Welcome to the February 2023 edition of...
What I'm Into, What I'm Up To
What I'm Up To
- Ghost_Layer is now available as a free ebook on all platforms and as an auto-narrated audiobook on Google Play. You have until February 14th to get the audiobook free with this code ( 13F7ZNHPS7X0X ) or through this link ( https://play.google.com/redeem?code=13F7ZNHPS7X0X )! It feels great to have this novella done and out in the world! I think it makes a great first episode in what could be a really fun series, but we'll see how much traction it gets.
What I'm Into
Everyone is talking about A.I. assisted tools right now, and as I've spent time with a couple of them recently, I'd like to do some show and tell for you.
First, Google's auto-narration feature.
For any of you who have listened to the Ghost_Layer audiobook, you will hear that it does indeed work! And the narration is not that bad.
Like all these tools, it's not as good as a real person. It doesn't always emphasize the right words in the right way, and it doesn't put in the nuance that a good voice actor would. But it's cheap (in this case free) and fills the gap between no audio option at all and the expensive human-made option I'm hoping to eventually provide.
Before this chatbot took the world by storm, I had heard about the parent company, OpenAI, and their increasingly remarkable GPT 'language models' from a tech-optimistic writing podcast I listen to sometimes. But I had no experience using any of them, because they weren't super easy to use.
Enter: a chatbot version called ChatGPT.
For last month's email about the free Ghost_Layer audiobook I thought it would be fun to see how GhatGPT would write the email.
So there you have it. ChatGPT can take any prompt and spit out something dry and professional-sounding, like magic.
What's more fun, though, is using it to write poetry or story ideas. This one was for a friend.
But chatting with an 'A.I.' language predictor is only half the fun. Have you tried making A.I. generated art yet?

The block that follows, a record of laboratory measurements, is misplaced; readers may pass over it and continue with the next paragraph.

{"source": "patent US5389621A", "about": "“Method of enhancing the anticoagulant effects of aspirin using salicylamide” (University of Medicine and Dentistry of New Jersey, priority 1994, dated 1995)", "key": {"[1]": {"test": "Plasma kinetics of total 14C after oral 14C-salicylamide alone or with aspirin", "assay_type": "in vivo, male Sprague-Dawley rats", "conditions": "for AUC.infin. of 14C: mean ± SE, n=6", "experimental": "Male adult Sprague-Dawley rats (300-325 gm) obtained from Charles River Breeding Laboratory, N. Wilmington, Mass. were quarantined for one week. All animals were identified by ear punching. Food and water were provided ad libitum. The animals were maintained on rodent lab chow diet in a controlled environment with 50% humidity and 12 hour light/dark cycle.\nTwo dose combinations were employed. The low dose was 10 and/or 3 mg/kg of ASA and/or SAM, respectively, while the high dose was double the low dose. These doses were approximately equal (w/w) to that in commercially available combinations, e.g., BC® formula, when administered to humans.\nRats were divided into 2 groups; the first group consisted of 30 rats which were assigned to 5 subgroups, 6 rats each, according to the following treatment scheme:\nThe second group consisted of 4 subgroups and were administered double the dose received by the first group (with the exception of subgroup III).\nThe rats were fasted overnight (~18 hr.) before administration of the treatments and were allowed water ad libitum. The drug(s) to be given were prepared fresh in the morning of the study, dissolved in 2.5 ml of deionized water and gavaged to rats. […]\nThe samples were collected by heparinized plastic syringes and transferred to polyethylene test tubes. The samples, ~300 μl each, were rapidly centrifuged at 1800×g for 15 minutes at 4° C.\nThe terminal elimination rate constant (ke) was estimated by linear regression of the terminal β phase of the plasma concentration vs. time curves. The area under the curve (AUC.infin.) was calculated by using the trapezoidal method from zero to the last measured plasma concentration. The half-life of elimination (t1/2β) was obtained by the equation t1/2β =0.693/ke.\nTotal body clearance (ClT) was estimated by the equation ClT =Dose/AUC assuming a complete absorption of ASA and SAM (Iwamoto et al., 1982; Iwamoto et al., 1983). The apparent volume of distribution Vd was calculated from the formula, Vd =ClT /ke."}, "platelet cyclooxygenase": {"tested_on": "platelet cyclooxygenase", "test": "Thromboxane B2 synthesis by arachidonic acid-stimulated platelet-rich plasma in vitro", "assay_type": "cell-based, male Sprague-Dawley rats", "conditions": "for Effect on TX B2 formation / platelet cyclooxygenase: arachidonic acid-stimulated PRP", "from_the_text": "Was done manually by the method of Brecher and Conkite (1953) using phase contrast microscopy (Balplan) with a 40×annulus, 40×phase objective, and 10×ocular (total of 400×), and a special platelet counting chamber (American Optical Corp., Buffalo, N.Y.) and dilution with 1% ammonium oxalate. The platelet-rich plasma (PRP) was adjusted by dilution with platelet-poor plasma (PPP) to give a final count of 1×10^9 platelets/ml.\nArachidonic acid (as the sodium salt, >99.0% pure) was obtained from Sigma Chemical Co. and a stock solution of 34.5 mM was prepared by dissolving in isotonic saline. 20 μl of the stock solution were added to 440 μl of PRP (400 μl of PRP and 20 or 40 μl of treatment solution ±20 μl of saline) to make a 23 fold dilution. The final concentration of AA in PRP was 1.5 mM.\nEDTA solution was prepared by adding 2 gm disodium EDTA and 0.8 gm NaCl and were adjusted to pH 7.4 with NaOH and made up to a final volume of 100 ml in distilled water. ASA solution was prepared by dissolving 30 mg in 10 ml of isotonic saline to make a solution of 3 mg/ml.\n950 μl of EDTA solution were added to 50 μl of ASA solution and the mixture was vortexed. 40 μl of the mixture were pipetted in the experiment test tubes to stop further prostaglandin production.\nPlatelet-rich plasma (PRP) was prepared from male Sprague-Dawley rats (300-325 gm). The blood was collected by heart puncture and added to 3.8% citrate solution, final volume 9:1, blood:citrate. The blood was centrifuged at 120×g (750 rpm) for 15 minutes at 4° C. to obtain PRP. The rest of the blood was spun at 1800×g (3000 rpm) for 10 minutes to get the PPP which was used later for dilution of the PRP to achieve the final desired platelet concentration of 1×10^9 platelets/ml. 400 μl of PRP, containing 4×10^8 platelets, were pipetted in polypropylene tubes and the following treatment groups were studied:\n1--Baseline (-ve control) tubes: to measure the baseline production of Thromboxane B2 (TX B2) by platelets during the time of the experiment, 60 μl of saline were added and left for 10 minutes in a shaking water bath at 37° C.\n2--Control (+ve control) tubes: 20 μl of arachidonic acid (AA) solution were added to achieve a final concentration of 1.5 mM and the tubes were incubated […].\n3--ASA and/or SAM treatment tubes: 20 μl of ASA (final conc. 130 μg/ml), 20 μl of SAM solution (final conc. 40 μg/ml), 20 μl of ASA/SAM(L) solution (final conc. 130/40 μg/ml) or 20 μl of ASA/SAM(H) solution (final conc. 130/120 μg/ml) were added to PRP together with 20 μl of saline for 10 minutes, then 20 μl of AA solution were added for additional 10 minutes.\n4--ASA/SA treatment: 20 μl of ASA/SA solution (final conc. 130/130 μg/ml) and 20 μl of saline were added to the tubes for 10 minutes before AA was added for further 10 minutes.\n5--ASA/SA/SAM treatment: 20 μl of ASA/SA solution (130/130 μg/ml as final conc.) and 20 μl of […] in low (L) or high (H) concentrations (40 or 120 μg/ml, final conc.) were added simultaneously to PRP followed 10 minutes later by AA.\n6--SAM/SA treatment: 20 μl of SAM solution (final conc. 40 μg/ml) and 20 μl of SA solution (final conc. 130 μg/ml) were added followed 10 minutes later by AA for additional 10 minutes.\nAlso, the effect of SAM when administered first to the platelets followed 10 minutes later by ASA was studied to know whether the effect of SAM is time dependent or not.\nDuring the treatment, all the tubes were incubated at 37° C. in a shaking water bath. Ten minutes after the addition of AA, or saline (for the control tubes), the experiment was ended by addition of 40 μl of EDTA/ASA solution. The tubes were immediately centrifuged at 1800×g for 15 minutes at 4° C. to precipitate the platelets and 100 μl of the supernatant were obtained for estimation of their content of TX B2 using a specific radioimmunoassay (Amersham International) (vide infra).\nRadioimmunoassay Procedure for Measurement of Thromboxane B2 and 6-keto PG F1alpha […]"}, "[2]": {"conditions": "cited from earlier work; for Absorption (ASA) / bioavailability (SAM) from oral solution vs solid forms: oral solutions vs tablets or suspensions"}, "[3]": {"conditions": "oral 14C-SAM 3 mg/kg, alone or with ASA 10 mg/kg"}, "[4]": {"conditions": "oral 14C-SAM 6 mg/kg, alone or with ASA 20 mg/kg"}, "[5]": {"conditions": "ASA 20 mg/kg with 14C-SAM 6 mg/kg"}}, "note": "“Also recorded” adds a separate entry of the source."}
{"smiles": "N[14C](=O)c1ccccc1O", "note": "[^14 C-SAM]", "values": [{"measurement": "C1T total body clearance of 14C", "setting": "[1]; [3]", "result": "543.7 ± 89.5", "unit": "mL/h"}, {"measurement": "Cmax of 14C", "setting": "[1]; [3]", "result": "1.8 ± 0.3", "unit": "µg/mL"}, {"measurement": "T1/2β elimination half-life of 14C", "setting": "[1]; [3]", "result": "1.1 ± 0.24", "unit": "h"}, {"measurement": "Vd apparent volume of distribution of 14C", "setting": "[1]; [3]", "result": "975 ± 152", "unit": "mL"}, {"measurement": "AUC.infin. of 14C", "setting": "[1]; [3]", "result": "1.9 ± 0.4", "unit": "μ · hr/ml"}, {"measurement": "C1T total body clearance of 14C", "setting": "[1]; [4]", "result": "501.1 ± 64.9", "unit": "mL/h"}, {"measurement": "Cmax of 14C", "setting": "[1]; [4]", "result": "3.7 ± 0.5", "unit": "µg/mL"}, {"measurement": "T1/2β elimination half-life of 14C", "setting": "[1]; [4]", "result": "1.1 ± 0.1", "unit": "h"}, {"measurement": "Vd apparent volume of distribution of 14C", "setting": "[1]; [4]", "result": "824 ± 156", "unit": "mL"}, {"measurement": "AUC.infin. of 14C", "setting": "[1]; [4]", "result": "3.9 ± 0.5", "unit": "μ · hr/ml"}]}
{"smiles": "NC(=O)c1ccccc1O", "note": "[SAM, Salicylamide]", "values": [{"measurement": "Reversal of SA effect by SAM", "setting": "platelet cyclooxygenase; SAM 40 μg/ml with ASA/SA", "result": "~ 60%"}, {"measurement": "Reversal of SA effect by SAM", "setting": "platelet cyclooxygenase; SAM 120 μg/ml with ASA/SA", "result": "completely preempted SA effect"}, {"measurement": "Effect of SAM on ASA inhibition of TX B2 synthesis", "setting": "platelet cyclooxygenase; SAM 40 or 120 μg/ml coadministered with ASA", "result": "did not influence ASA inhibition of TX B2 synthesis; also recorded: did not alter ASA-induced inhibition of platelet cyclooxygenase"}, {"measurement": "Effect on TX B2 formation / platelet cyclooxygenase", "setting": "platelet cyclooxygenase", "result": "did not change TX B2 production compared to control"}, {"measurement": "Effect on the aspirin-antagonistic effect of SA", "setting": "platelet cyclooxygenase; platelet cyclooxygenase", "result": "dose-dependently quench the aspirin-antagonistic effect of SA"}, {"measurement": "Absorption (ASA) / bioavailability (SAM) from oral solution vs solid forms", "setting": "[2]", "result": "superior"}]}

There are several options, but I used a platform called Midjourney to spin up some artwork for my ongoing secret project. Here are a few examples.
I typed some text of what I wanted and Midjourney spit these images (and a whole bunch more) out at me.
The challenge with this stuff is fine-tuning the text prompt to get the desired results, because I spent hours trying to get the kinds of images I wanted. Of the four above, only one was close to what I was hoping for (the robot samurai ladybug, in case you're wondering) even though the others were still amazing and inspiring.
If you look closely, you can see little weirdnesses—random extra stuff that doesn't quite fit. For example, in the preying mantis/waterfall image, there are weird floating things in the waterfall area. And Midjourney is already notorious for doing strange things with hands and feet.
BUT, for generating some quick, cheap concept art to brainstorm or put together a pitch or flesh out a website, it's a game changer.
Obviously, there are ethical questions.
The way these A.I. models work, based on my very limited understanding, is that the companies 'scrape' the internet for content, and the A.I. tools use all those multitudes of data to build sentences or pictures or whatever it is, basically remixing everything the tool has access to in order to give the current user what it thinks they want based on the text prompt.
That's my very basic understanding, but what it means is that, for example, artists who have posted tons of art on ArtStation (a very cool portfolio website) might notice some of the images being created by Midjourney look remarkably like their own art.
But now that these tools exist and are being used, it's really a matter of figuring out the legalities of who owes who what. Ideally anyone will be able to license their voice, or art, or words for A.I.-based tools to use and then, theoretically, everyone might be happy?
As for me, I fully intend to hire a human voice actor to read my books when I'm able to afford it and it makes sense for the scale of the project. Also, Ghost_Layer is a short novella, so it was fairly easy to go through the whole book and make sure the auto-narration said words and terms correctly, but bigger books will take forever for a perfectionist like me.
At some point, the A.I. narration will be good enough that voice actors might be able to license their voices, based on their past work or a bunch of samples, and no one will have to spend hours in a recording studio or spend thousands of dollars on a good audiobook recording. Again, ideally this would work out well for everyone, but we shall see.
Successful businesses get what they can afford when they can afford it, and I think these A.I. tools—text generation, auto-narration, art generation, and whatever's next—add more tiers of resources for artists and creators and businesses to do more with less.
But will that be good news for everyone, or will it work out well for a few while a majority are stripped of more opportunities for well-paid gigs?
What do you think about the A.I. takeover? Let me know!